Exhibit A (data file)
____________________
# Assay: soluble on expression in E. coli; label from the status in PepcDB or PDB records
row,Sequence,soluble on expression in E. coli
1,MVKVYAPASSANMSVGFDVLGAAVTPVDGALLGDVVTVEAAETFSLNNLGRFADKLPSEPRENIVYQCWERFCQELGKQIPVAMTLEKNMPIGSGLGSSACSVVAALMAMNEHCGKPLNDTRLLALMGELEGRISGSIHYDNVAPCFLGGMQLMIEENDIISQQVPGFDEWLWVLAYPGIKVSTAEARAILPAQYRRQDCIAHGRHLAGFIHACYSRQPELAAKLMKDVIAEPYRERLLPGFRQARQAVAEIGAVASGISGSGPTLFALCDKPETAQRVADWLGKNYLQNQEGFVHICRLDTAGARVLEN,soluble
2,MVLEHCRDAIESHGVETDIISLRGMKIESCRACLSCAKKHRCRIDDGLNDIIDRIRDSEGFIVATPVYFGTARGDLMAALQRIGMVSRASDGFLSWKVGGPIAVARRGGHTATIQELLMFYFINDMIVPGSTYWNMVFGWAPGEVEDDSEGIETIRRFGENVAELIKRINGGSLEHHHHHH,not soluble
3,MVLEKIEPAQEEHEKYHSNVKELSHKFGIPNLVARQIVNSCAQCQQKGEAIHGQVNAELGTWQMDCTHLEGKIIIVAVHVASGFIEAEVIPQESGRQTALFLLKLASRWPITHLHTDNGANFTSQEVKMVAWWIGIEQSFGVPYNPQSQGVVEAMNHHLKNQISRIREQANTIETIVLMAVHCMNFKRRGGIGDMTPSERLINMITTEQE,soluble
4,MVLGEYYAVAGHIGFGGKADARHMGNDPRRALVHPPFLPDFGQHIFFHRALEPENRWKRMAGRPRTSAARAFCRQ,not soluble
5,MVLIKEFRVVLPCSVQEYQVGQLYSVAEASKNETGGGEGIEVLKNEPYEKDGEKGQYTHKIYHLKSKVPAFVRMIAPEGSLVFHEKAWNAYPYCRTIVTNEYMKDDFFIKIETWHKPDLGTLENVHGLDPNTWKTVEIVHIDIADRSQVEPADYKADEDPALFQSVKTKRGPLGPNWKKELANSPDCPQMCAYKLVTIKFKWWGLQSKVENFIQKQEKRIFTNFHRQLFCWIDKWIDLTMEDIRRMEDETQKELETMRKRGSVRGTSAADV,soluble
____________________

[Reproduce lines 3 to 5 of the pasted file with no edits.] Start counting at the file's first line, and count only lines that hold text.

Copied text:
1,MVKVYAPASSANMSVGFDVLGAAVTPVDGALLGDVVTVEAAETFSLNNLGRFADKLPSEPRENIVYQCWERFCQELGKQIPVAMTLEKNMPIGSGLGSSACSVVAALMAMNEHCGKPLNDTRLLALMGELEGRISGSIHYDNVAPCFLGGMQLMIEENDIISQQVPGFDEWLWVLAYPGIKVSTAEARAILPAQYRRQDCIAHGRHLAGFIHACYSRQPELAAKLMKDVIAEPYRERLLPGFRQARQAVAEIGAVASGISGSGPTLFALCDKPETAQRVADWLGKNYLQNQEGFVHICRLDTAGARVLEN,soluble
2,MVLEHCRDAIESHGVETDIISLRGMKIESCRACLSCAKKHRCRIDDGLNDIIDRIRDSEGFIVATPVYFGTARGDLMAALQRIGMVSRASDGFLSWKVGGPIAVARRGGHTATIQELLMFYFINDMIVPGSTYWNMVFGWAPGEVEDDSEGIETIRRFGENVAELIKRINGGSLEHHHHHH,not soluble
3,MVLEKIEPAQEEHEKYHSNVKELSHKFGIPNLVARQIVNSCAQCQQKGEAIHGQVNAELGTWQMDCTHLEGKIIIVAVHVASGFIEAEVIPQESGRQTALFLLKLASRWPITHLHTDNGANFTSQEVKMVAWWIGIEQSFGVPYNPQSQGVVEAMNHHLKNQISRIREQANTIETIVLMAVHCMNFKRRGGIGDMTPSERLINMITTEQE,soluble